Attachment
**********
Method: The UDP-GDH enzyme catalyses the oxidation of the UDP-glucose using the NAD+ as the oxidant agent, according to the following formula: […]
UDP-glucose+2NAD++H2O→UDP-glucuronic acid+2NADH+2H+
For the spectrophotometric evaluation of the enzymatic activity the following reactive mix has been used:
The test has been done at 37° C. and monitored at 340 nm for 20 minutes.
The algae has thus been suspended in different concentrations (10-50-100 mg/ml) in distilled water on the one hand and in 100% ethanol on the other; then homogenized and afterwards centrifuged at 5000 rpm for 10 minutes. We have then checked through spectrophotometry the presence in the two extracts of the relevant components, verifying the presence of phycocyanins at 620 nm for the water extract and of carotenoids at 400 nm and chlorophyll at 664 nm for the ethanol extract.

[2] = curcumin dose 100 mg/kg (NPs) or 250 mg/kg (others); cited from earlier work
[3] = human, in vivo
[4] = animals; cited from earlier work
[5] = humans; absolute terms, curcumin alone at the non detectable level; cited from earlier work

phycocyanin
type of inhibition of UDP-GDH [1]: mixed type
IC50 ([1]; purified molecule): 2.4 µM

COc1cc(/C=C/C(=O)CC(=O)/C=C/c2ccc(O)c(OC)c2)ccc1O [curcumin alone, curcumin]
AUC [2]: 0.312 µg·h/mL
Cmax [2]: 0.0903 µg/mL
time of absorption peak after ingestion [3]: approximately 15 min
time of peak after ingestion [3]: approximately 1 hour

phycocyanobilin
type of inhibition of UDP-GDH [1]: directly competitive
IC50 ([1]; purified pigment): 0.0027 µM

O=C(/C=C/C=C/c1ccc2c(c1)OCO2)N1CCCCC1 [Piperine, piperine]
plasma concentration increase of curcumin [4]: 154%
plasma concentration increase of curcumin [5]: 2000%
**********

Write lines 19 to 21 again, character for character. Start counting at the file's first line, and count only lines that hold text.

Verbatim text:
type of inhibition of UDP-GDH [1]: directly competitive
IC50 ([1]; purified pigment): 0.0027 µM

O=C(/C=C/C=C/c1ccc2c(c1)OCO2)N1CCCCC1 [Piperine, piperine]